As a start-up investor, what does Kapoor look for in a company? “I have to understand it. In the case of Indi.com, it seemed like a platform which could help my film fraternity. With this platform, I can give back indirectly (to the industry). It is digital, it is the future. It is not exactly a start-up. Indi.com already has a global presence. It has a very experienced team. They have done a lot of start-ups in the past and taken it to a different level. Neel Grover (a Los Angeles-based entrepreneur) is a team leader. He has been part of a lot of companies in the past, which have been hugely successful. The investors have proved themselves in this sector, especially IT.”

Kapoor has committed to using the platform for his television shows. “I wish I had met Neel earlier and heard about Indi.com earlier. I had a lot of problems and difficulties. It was so tough for me to find actors for my film and for the TV series 24. The casting directors had to travel all over the country to get the right actors. You know this platform will be a great one. I can see everyone at a click.”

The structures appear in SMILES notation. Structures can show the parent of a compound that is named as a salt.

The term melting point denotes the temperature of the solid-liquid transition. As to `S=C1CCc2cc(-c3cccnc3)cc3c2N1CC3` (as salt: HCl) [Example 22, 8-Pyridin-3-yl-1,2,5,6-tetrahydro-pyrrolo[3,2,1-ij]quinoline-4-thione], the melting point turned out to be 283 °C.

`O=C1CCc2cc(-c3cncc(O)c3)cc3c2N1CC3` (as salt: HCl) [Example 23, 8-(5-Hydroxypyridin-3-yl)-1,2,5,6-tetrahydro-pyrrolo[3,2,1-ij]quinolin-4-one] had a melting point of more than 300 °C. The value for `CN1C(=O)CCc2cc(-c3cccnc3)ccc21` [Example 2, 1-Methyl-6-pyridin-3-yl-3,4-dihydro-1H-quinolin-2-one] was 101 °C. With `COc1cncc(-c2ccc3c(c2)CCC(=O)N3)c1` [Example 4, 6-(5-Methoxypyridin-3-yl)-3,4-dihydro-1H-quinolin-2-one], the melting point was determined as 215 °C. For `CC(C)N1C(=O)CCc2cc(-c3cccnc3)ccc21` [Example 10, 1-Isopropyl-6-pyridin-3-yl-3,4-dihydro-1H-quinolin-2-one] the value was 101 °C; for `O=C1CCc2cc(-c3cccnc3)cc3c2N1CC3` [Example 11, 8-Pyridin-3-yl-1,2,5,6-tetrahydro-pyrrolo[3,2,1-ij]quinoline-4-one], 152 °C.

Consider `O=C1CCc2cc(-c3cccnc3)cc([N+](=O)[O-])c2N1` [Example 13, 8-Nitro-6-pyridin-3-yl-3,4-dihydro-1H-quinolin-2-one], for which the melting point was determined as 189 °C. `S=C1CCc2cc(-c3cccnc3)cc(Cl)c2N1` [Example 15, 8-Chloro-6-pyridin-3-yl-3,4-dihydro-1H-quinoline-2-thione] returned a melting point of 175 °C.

Money advice

The most important lesson he wants the younger generation to learn about life and money management is to never stop even if you fail. “Time for me is money. Today, if I spend a month on something, I am losing money. So I take that punt. It goes wrong also. I have gone wrong with films. I have produced films like Roop Ki Rani Choron Ka Raja. That film was sold at double the price of any film at that time. And it was one of the most anticipated and well-marketed films but it turned out to be a disaster. We went wrong and I lost a lot of money. And then we moved on to the next project.”

Before we take his leave, he says, “Tell me if there is anything interesting to invest in.”

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Anil Kapoor. Photo: John Phillips/Getty Images
Anil Kapoor. Photo: John Phillips/Getty Images

Name : Anil Kapoor

Age: 59

Invests in : Real estate, art and movies

Investment strategy

‘Sometimes you go conservative, sometimes you take a gamble, sometimes you take the middle path.’

Money mistakes

‘I have gone wrong with films. I have produced films like Roop Ki Rani Choron Ka Raja. That film was sold at double the price of any film at that time. And it was one of the most anticipated and well-marketed films but it turned out to be a disaster. We went wrong and I lost a lot of money. And then we moved on to the next project.’

P.R. Sanjai used to work with Mint.